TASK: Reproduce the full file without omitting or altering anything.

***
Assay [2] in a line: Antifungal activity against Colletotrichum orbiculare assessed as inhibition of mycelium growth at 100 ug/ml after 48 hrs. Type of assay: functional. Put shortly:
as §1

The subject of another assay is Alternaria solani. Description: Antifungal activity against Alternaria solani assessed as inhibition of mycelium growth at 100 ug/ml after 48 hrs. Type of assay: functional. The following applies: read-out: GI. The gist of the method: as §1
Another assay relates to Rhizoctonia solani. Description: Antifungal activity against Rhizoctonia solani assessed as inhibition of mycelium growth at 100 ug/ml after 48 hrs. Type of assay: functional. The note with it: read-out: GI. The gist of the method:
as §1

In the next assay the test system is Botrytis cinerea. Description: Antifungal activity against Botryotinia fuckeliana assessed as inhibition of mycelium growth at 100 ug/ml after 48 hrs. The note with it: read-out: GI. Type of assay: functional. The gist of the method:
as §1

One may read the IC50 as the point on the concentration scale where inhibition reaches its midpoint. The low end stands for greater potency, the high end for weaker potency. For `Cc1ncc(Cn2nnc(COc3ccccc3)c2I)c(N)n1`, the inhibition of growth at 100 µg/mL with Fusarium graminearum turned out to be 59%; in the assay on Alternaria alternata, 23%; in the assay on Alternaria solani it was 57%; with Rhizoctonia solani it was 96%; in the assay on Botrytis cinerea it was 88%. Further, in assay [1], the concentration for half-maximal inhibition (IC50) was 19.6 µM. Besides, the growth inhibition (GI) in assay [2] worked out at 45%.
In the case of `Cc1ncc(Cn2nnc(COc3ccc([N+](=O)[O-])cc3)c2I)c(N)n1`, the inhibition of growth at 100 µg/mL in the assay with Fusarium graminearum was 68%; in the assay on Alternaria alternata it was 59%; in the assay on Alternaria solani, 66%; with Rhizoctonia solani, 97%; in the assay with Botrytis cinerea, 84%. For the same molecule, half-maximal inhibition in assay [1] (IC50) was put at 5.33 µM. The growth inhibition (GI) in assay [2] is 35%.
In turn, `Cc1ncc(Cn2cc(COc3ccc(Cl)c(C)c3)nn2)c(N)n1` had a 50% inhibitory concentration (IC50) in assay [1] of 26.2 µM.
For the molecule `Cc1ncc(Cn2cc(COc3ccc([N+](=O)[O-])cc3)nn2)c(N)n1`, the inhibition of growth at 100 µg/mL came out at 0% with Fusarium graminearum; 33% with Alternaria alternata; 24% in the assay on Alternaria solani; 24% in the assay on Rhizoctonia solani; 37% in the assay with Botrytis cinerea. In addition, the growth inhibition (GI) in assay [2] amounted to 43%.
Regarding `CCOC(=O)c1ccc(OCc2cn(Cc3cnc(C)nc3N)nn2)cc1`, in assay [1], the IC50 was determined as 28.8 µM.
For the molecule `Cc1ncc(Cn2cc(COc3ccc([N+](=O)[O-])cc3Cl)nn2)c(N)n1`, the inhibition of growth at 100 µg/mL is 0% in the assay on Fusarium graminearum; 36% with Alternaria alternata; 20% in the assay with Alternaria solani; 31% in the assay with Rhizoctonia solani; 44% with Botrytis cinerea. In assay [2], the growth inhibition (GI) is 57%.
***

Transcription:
Assay [2] in a line: Antifungal activity against Colletotrichum orbiculare assessed as inhibition of mycelium growth at 100 ug/ml after 48 hrs. Type of assay: functional. Put shortly:
as §1

The subject of another assay is Alternaria solani. Description: Antifungal activity against Alternaria solani assessed as inhibition of mycelium growth at 100 ug/ml after 48 hrs. Type of assay: functional. The following applies: read-out: GI. The gist of the method: as §1
Another assay relates to Rhizoctonia solani. Description: Antifungal activity against Rhizoctonia solani assessed as inhibition of mycelium growth at 100 ug/ml after 48 hrs. Type of assay: functional. The note with it: read-out: GI. The gist of the method:
as §1

In the next assay the test system is Botrytis cinerea. Description: Antifungal activity against Botryotinia fuckeliana assessed as inhibition of mycelium growth at 100 ug/ml after 48 hrs. The note with it: read-out: GI. Type of assay: functional. The gist of the method:
as §1

One may read the IC50 as the point on the concentration scale where inhibition reaches its midpoint. The low end stands for greater potency, the high end for weaker potency. For `Cc1ncc(Cn2nnc(COc3ccccc3)c2I)c(N)n1`, the inhibition of growth at 100 µg/mL with Fusarium graminearum turned out to be 59%; in the assay on Alternaria alternata, 23%; in the assay on Alternaria solani it was 57%; with Rhizoctonia solani it was 96%; in the assay on Botrytis cinerea it was 88%. Further, in assay [1], the concentration for half-maximal inhibition (IC50) was 19.6 µM. Besides, the growth inhibition (GI) in assay [2] worked out at 45%.
In the case of `Cc1ncc(Cn2nnc(COc3ccc([N+](=O)[O-])cc3)c2I)c(N)n1`, the inhibition of growth at 100 µg/mL in the assay with Fusarium graminearum was 68%; in the assay on Alternaria alternata it was 59%; in the assay on Alternaria solani, 66%; with Rhizoctonia solani, 97%; in the assay with Botrytis cinerea, 84%. For the same molecule, half-maximal inhibition in assay [1] (IC50) was put at 5.33 µM. The growth inhibition (GI) in assay [2] is 35%.
In turn, `Cc1ncc(Cn2cc(COc3ccc(Cl)c(C)c3)nn2)c(N)n1` had a 50% inhibitory concentration (IC50) in assay [1] of 26.2 µM.
For the molecule `Cc1ncc(Cn2cc(COc3ccc([N+](=O)[O-])cc3)nn2)c(N)n1`, the inhibition of growth at 100 µg/mL came out at 0% with Fusarium graminearum; 33% with Alternaria alternata; 24% in the assay on Alternaria solani; 24% in the assay on Rhizoctonia solani; 37% in the assay with Botrytis cinerea. In addition, the growth inhibition (GI) in assay [2] amounted to 43%.
Regarding `CCOC(=O)c1ccc(OCc2cn(Cc3cnc(C)nc3N)nn2)cc1`, in assay [1], the IC50 was determined as 28.8 µM.
For the molecule `Cc1ncc(Cn2cc(COc3ccc([N+](=O)[O-])cc3Cl)nn2)c(N)n1`, the inhibition of growth at 100 µg/mL is 0% in the assay on Fusarium graminearum; 36% with Alternaria alternata; 20% in the assay with Alternaria solani; 31% in the assay with Rhizoctonia solani; 44% with Botrytis cinerea. In assay [2], the growth inhibition (GI) is 57%.